Location: Seychelles with the Canon C300PL
The idea that the Seychelles are all about palm-lined beaches underplays the scale and diversity of this geologically rich group of islands. Unlike many other tropical paradise destinations, a beautiful seascape is only part of the picture for this gem of the Indian Ocean. From the 900 metre peak of Morne Seychellois to the forested National Park, the 115 granite and coral islands of the Seychelles are rich in flora, fauna and wildlife. The Seychelles are more than a luxury seafront.
It was this vision which prompted the national tourist agency to enlist the services of RGM (Richard Gold Media Ltd). Producer Richard Gold begins:
“The board asked us to create a film that could represent the full breadth of the Seychelles and differentiate it from other destinations. The brief was to create a film to very high production values that could be used for a variety of media including large-scale projection at trade events and use as an advertising piece online, on television and potentially at the cinema.”
While the concept was easy to grasp, the practicality of a covering so many different aspects meant they had to first recce as many of the settings as they could. On their return to the UK the team created a schedule that would encompass as many locations as possible on the budget. The result was a month long location shoot in a tropical climate and incredibly diverse shooting conditions, from helicopter shots to stunning but remote beaches that could only be reached on foot. However, notes Gold:
“To reflect the beauty of the islands, the quality of the finished production was critical.”
In consultation with London-based camera hire specialists VMI, Gold selected Canon’s C300 as principal camera. The system delivers excellent pictures, records to a codec that transcodes perfectly for Final Cut Pro to create an effective post-production workflow and is small and light enough to be carried for a whole day traversing mountain trails. Further consideration was given whether to use the PL or EOS version but they decided on the PL version to enable the team to use the best lenses available.
“As we were planning to add matte boxes, lens trays, large lenses, wireless transmitters for the monitor and lens control, plus high-capacity batteries, it was important that the camera itself was not too heavy. The C300 fitted the bill perfectly.” Continues Gold.
RGM has worked with some of the world’s most successful brands including Apple, British Airways, Heesen Yachts, Tottenham Hotspur, Coutts Bank and Abu Dhabi Tourism. Consequently, despite the distances involved and practical challenges they would face, the crew understood that there could be no compromise in the kit selected.
A case in point were the batteries. Gold remarks:
“By using the Anton/Bauer Dionic 90, we could shoot for a whole day on a single unit - very impressive. And we had no problem taking a number of the units with us on the plane. Durable, reliable and compact, they certainly fitted the bill.”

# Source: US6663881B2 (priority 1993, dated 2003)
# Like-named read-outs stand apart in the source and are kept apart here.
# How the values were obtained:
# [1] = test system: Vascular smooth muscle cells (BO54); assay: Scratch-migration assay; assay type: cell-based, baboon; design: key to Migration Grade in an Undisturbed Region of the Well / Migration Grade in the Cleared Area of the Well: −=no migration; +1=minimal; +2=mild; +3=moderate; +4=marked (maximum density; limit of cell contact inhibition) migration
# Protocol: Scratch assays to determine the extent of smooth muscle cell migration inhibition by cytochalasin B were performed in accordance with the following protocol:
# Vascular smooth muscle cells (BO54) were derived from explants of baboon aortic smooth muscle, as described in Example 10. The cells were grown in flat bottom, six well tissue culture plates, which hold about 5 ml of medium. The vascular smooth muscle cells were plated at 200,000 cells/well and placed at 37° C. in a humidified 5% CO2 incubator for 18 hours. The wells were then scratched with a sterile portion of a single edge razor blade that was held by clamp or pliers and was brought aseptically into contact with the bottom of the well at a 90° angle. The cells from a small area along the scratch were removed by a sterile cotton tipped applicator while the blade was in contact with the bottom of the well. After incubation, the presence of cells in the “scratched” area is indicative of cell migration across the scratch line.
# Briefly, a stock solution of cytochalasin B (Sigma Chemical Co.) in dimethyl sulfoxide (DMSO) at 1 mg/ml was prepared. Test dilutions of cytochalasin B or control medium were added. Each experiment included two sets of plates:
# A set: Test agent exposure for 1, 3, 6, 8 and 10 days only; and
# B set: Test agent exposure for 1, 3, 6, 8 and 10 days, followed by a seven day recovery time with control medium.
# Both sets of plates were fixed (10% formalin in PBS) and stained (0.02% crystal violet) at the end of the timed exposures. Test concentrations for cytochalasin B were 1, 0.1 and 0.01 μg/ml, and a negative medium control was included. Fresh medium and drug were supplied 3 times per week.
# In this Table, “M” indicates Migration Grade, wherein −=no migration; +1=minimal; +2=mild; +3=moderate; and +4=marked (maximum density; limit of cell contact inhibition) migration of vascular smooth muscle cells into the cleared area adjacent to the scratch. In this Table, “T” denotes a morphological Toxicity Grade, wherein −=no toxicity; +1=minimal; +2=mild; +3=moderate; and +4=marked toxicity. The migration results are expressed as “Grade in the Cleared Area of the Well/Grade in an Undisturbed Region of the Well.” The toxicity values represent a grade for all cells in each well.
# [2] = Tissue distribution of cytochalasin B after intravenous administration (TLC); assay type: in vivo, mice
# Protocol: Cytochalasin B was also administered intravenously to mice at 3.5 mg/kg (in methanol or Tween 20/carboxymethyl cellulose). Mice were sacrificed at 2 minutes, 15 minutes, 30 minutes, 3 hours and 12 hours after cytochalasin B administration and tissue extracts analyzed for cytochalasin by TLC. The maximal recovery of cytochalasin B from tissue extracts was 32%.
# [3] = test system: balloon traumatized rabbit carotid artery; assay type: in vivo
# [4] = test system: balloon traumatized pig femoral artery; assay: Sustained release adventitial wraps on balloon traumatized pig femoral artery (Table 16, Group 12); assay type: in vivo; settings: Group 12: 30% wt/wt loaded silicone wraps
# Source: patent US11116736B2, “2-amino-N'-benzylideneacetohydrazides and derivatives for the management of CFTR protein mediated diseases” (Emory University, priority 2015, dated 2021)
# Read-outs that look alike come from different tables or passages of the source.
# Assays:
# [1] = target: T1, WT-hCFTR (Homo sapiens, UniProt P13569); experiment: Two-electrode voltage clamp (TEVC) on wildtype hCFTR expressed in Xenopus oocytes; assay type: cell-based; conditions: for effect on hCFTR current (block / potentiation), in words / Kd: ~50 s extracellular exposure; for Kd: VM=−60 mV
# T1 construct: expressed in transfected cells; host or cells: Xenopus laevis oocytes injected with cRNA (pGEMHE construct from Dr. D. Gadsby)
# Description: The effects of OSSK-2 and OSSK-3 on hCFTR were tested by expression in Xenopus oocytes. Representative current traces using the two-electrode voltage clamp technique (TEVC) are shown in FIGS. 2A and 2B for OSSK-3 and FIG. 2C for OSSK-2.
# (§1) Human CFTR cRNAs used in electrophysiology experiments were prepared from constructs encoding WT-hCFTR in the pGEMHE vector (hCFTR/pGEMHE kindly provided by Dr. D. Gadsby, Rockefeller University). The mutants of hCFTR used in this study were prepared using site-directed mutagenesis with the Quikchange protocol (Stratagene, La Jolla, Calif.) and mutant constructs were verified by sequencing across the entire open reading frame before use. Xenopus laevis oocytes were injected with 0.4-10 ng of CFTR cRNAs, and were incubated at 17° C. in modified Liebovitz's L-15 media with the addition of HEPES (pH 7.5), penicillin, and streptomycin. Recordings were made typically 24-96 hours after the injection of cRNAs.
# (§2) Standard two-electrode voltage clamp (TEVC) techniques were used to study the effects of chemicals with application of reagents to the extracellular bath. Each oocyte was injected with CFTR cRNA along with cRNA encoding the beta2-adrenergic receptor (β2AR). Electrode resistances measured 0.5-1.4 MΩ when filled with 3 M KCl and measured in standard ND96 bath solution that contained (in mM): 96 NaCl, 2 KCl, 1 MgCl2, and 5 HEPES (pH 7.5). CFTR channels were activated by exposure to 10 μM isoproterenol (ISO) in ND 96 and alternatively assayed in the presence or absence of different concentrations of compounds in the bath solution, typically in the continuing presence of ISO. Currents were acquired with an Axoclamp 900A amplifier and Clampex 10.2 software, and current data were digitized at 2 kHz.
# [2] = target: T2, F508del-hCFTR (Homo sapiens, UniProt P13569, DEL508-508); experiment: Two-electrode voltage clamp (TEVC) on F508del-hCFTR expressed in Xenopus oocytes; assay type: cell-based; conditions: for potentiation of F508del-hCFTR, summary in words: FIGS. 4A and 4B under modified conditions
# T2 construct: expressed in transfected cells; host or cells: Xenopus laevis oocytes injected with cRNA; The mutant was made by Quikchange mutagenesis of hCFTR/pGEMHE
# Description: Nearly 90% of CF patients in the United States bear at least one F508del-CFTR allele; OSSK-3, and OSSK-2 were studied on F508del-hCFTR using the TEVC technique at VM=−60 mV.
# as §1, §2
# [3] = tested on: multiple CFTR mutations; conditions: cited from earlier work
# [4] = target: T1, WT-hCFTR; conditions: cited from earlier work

“We were also impressed with the new wireless Teletest Telesend monitor which allowed us to monitor the camera even when the DOP was perched halfway up a cliff. It’s strictly line of sight so it took us a while to get used to the system but we found this extremely useful. The monitor is easily good enough to check for overexposure and focus accuracy; most importantly, it let us check that the shot was properly framed and watch the play back from the bottom of the cliff. With the Steadicam, it really came into its own, allowing us to remotely focus the camera from a distance. Compared with older wireless systems we’ve used, it’s much lighter and the round-the-neck director monitor design is an excellent and robust design.”
Shooting Wireless in the Seychelles
The production was the first to use Canon’s new range of Cinema Zoom lenses, bought in for the production especially by VMI. According to Gold, the 15.5-47 and 30-105 both performed to a very high level, with the pictures matching well with footage shot with Cooke S4 Primes.
“Shooting in rugged terrain over the course of a whole day, a versatile T2.8 zoom is great news. It meant that we could shoot more quickly and travel light and with the production lasting 32 days having to carry less equipment makes a big difference. Each lens and lens set comes in a metal flight case. Then when you include a tripod, Steadicam kit, mini jib, camera bags and batteries, the weight really adds up. If the crew get over-fatigued then injuries happen and so the importance of judging how much we could all carry by hand was a major concern.” Adds the producer.
The combination of the Canon camera and lenses coped exceptionally well with the harsh highlights at midday. The DOP found the camera’s focus assist, neutral density and exposure zebras invaluable on the C300PL.
“In the full glare of the equatorial sunlight, it can be difficult to monitor and set up a shot even with the brightest screen, so the extra functionality that the C300PL offers made a huge difference.” Remarks Gold.
Despite the cinematic ambition of the producer and client, prospect of filming in 4K was never seriously considered.
“The reality,” he concludes, “is that the HD produced by the C300 and the Canon lenses is exceptionally high quality. Plus, even as a 1080 project, we amassed as much as 1.5TB data during the whole shoot; the thought of having to transcode, store, edit and re-purpose the same number of hours in 4K is a terrifying prospect on many levels, let alone backing up all your rushes onto three drives every day. By sticking with HD and the C300, we were able to invest in areas we wanted to, such as hiring the highest quality lenses.”
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